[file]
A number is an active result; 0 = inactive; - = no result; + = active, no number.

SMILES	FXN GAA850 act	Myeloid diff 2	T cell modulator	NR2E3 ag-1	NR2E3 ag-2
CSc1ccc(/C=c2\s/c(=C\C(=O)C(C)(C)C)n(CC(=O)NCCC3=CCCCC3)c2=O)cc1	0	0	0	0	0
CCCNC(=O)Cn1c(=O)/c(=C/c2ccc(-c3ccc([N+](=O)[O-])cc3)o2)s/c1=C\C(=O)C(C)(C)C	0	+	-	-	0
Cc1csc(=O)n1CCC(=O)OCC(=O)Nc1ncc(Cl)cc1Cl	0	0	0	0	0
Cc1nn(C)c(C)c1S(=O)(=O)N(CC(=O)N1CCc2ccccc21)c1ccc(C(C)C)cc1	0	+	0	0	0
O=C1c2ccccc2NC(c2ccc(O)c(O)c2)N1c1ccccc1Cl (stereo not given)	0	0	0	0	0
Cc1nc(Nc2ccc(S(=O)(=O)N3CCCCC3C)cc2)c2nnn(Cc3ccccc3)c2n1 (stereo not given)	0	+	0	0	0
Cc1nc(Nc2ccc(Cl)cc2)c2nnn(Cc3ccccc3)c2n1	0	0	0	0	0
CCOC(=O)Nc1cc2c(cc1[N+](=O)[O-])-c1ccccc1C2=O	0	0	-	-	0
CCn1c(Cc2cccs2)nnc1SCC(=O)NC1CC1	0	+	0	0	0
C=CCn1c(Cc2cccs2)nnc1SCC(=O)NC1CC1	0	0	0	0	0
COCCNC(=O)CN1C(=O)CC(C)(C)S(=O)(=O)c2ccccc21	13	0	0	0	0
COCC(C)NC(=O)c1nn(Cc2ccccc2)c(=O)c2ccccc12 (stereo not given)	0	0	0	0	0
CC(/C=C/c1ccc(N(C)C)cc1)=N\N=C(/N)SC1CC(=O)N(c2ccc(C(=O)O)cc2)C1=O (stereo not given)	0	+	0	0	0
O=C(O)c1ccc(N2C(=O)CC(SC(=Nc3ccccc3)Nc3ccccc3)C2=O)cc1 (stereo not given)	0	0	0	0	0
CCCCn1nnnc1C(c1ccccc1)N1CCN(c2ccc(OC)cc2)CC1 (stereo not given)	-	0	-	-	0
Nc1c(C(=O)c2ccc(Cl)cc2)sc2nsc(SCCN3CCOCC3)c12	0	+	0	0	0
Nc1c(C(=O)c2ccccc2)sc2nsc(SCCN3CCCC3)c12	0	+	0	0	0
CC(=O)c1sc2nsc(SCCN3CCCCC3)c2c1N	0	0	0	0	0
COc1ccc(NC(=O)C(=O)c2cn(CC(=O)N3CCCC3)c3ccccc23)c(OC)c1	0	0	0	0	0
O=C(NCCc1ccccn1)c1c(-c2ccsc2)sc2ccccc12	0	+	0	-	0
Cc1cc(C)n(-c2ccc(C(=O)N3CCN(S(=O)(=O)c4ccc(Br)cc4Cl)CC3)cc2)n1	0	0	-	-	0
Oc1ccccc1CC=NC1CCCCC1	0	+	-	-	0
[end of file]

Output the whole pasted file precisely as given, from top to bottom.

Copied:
A number is an active result; 0 = inactive; - = no result; + = active, no number.

SMILES	FXN GAA850 act	Myeloid diff 2	T cell modulator	NR2E3 ag-1	NR2E3 ag-2
CSc1ccc(/C=c2\s/c(=C\C(=O)C(C)(C)C)n(CC(=O)NCCC3=CCCCC3)c2=O)cc1	0	0	0	0	0
CCCNC(=O)Cn1c(=O)/c(=C/c2ccc(-c3ccc([N+](=O)[O-])cc3)o2)s/c1=C\C(=O)C(C)(C)C	0	+	-	-	0
Cc1csc(=O)n1CCC(=O)OCC(=O)Nc1ncc(Cl)cc1Cl	0	0	0	0	0
Cc1nn(C)c(C)c1S(=O)(=O)N(CC(=O)N1CCc2ccccc21)c1ccc(C(C)C)cc1	0	+	0	0	0
O=C1c2ccccc2NC(c2ccc(O)c(O)c2)N1c1ccccc1Cl (stereo not given)	0	0	0	0	0
Cc1nc(Nc2ccc(S(=O)(=O)N3CCCCC3C)cc2)c2nnn(Cc3ccccc3)c2n1 (stereo not given)	0	+	0	0	0
Cc1nc(Nc2ccc(Cl)cc2)c2nnn(Cc3ccccc3)c2n1	0	0	0	0	0
CCOC(=O)Nc1cc2c(cc1[N+](=O)[O-])-c1ccccc1C2=O	0	0	-	-	0
CCn1c(Cc2cccs2)nnc1SCC(=O)NC1CC1	0	+	0	0	0
C=CCn1c(Cc2cccs2)nnc1SCC(=O)NC1CC1	0	0	0	0	0
COCCNC(=O)CN1C(=O)CC(C)(C)S(=O)(=O)c2ccccc21	13	0	0	0	0
COCC(C)NC(=O)c1nn(Cc2ccccc2)c(=O)c2ccccc12 (stereo not given)	0	0	0	0	0
CC(/C=C/c1ccc(N(C)C)cc1)=N\N=C(/N)SC1CC(=O)N(c2ccc(C(=O)O)cc2)C1=O (stereo not given)	0	+	0	0	0
O=C(O)c1ccc(N2C(=O)CC(SC(=Nc3ccccc3)Nc3ccccc3)C2=O)cc1 (stereo not given)	0	0	0	0	0
CCCCn1nnnc1C(c1ccccc1)N1CCN(c2ccc(OC)cc2)CC1 (stereo not given)	-	0	-	-	0
Nc1c(C(=O)c2ccc(Cl)cc2)sc2nsc(SCCN3CCOCC3)c12	0	+	0	0	0
Nc1c(C(=O)c2ccccc2)sc2nsc(SCCN3CCCC3)c12	0	+	0	0	0
CC(=O)c1sc2nsc(SCCN3CCCCC3)c2c1N	0	0	0	0	0
COc1ccc(NC(=O)C(=O)c2cn(CC(=O)N3CCCC3)c3ccccc23)c(OC)c1	0	0	0	0	0
O=C(NCCc1ccccn1)c1c(-c2ccsc2)sc2ccccc12	0	+	0	-	0
Cc1cc(C)n(-c2ccc(C(=O)N3CCN(S(=O)(=O)c4ccc(Br)cc4Cl)CC3)cc2)n1	0	0	-	-	0
Oc1ccccc1CC=NC1CCCCC1	0	+	-	-	0